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    What's the code that gives you the compile error?
    All the buzzt!
    CornedBee

    "There is not now, nor has there ever been, nor will there ever be, any programming language in which it is the least bit difficult to write bad code."
    - Flon's Law

  10. #10
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    Thanks CornedBee,


    Here is the whole code,

    Code:
    __interface IFoo {
    
    public:
    
    	virtual int foo ([unique] char  *ptr1, [unique] char  *ptr2) = 0;
    };
    
    class Foo : public IFoo {
    
    public:
    
    	int foo ([unique] char  *ptr1, [unique] char  *ptr2)
    	{
    		char array1[] = "Hello";
    
    		ptr1 = array1;
    		ptr2 = array1; // should be wrong, no aliasing allowed, but compile and run ok
    		
    		return 0;
    	}
    };
    
    
    int main()
    {
    	char* ptr1 = 0;
    	char* ptr2 = 0;
    
    	Foo f;
    	f.foo(ptr1, ptr2);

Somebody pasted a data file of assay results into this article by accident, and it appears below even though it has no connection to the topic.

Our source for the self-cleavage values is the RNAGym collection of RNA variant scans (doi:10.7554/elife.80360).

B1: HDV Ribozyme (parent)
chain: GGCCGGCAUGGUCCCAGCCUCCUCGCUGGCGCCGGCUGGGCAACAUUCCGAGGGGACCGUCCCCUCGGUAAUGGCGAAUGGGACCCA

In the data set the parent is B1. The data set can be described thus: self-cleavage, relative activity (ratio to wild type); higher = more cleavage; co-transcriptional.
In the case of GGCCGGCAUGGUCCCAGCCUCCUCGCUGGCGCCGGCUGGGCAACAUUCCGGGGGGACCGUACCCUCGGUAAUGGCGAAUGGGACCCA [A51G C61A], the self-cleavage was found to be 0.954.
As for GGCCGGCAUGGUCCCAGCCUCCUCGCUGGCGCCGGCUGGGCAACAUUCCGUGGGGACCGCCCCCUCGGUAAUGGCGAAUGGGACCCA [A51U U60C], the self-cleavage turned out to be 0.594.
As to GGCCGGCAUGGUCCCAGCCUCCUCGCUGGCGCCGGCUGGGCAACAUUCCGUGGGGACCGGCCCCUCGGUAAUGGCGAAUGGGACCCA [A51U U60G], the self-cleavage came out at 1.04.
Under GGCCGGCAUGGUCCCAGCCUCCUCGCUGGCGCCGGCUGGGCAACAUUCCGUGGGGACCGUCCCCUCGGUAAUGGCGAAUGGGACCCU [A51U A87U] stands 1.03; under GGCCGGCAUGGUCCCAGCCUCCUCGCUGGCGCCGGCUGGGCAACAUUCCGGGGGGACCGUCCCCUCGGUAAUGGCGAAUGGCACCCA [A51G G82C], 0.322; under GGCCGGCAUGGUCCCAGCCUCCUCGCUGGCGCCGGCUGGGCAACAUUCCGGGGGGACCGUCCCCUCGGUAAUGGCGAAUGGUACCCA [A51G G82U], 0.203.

return 0;
    }

    Quote Originally Posted by CornedBee View Post
    What's the code that gives you the compile error?

    Thanks Mats,


    I have got your idea. But maybe my code is wrong and does not enfoce unique property correctly.

    Quote Originally Posted by matsp View Post
    I have no support for my surmising, I'm just speculating based on your statements - if the compiler doesn't complain for an obvious case, it seems reasonable that the reason is that the compiler doesn't check (properly).

    --
    Mats

    regards,
    George

  11. #11
    Cat without Hat CornedBee's Avatar
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    Well, that just goes to show. From the compiler message:
    formal argument of interface member function
    Can't put the attribute on implementation member arguments. And it also indirectly confirms that the attribute is about what the caller (main(), in this case) does, not about what the implementation does.
    All the buzzt!
    CornedBee

    "There is not now, nor has there ever been, nor will there ever be, any programming language in which it is the least bit difficult to write bad code."
    - Flon's Law

  12. #12
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    Yes, try passing in the same pointer (value) for both arguments to foo() instead, and see if that's detected.

    --
    Mats